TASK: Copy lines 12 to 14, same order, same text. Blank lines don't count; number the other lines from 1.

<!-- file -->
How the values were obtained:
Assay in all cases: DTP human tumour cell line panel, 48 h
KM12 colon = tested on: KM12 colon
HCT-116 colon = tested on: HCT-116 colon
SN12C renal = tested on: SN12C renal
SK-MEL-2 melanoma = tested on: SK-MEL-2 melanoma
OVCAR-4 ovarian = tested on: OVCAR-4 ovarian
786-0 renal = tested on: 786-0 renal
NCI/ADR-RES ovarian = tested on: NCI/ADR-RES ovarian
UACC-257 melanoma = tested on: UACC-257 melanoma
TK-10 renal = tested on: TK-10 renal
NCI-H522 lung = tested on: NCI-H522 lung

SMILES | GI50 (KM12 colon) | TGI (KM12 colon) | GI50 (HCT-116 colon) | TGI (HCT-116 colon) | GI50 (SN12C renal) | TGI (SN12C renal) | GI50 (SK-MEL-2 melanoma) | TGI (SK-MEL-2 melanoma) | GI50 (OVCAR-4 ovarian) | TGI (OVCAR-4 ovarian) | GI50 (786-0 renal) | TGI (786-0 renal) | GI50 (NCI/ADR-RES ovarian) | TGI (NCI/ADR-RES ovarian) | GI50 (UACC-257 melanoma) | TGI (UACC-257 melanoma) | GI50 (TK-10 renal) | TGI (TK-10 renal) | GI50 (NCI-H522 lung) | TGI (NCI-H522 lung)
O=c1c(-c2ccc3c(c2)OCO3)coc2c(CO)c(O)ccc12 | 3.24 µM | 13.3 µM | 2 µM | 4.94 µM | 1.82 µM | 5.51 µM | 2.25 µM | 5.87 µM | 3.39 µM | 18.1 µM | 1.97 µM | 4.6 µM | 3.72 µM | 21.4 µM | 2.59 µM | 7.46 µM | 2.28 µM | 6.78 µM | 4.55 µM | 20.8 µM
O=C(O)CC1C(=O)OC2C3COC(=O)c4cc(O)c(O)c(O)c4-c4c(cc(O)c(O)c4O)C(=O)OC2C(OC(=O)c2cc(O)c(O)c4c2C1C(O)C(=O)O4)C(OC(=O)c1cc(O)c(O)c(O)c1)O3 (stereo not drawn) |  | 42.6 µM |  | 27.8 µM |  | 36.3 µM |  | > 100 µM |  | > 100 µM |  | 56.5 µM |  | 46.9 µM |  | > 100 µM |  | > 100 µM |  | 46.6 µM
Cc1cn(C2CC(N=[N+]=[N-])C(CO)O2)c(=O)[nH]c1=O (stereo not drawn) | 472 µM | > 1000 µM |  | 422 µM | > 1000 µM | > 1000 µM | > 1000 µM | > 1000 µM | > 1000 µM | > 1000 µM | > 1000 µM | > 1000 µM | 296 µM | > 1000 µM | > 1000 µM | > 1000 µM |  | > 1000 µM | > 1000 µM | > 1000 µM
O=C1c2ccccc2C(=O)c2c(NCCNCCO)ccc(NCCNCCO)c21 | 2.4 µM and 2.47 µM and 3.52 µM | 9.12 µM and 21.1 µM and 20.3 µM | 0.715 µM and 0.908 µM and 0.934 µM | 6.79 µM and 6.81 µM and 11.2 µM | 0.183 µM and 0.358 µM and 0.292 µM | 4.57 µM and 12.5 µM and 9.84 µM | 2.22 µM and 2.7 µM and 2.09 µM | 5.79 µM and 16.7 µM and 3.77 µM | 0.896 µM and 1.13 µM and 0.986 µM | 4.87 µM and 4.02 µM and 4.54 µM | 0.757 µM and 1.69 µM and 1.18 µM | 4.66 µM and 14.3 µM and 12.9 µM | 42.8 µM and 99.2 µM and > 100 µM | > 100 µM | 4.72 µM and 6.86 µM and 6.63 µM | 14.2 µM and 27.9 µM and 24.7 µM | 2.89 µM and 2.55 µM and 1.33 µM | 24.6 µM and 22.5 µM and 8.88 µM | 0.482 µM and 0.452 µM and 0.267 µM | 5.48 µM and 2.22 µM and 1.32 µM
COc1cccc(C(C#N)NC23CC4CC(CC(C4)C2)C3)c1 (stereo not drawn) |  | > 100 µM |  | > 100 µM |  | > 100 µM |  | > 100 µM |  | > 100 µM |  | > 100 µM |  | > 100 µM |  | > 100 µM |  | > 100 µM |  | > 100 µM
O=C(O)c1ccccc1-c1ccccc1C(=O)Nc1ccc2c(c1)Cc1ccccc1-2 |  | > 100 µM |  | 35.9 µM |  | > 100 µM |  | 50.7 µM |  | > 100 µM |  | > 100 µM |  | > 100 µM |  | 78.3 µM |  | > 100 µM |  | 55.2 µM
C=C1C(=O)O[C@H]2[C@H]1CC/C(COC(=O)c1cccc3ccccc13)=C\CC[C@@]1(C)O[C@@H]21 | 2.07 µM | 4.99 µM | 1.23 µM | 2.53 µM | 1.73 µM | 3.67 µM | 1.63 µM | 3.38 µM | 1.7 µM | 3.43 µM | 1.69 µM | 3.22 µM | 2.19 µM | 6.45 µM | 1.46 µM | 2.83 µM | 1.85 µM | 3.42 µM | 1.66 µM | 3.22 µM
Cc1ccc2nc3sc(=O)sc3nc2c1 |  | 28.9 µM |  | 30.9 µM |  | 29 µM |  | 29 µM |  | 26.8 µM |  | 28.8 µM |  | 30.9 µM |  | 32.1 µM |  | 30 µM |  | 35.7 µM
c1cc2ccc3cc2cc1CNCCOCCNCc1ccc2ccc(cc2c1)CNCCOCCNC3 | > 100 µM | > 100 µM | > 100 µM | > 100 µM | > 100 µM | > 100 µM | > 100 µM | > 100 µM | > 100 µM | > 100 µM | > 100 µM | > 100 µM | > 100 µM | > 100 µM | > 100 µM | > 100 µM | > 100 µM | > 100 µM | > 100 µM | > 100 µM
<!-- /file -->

NCI-H522 lung = tested on: NCI-H522 lung

SMILES | GI50 (KM12 colon) | TGI (KM12 colon) | GI50 (HCT-116 colon) | TGI (HCT-116 colon) | GI50 (SN12C renal) | TGI (SN12C renal) | GI50 (SK-MEL-2 melanoma) | TGI (SK-MEL-2 melanoma) | GI50 (OVCAR-4 ovarian) | TGI (OVCAR-4 ovarian) | GI50 (786-0 renal) | TGI (786-0 renal) | GI50 (NCI/ADR-RES ovarian) | TGI (NCI/ADR-RES ovarian) | GI50 (UACC-257 melanoma) | TGI (UACC-257 melanoma) | GI50 (TK-10 renal) | TGI (TK-10 renal) | GI50 (NCI-H522 lung) | TGI (NCI-H522 lung)
O=c1c(-c2ccc3c(c2)OCO3)coc2c(CO)c(O)ccc12 | 3.24 µM | 13.3 µM | 2 µM | 4.94 µM | 1.82 µM | 5.51 µM | 2.25 µM | 5.87 µM | 3.39 µM | 18.1 µM | 1.97 µM | 4.6 µM | 3.72 µM | 21.4 µM | 2.59 µM | 7.46 µM | 2.28 µM | 6.78 µM | 4.55 µM | 20.8 µM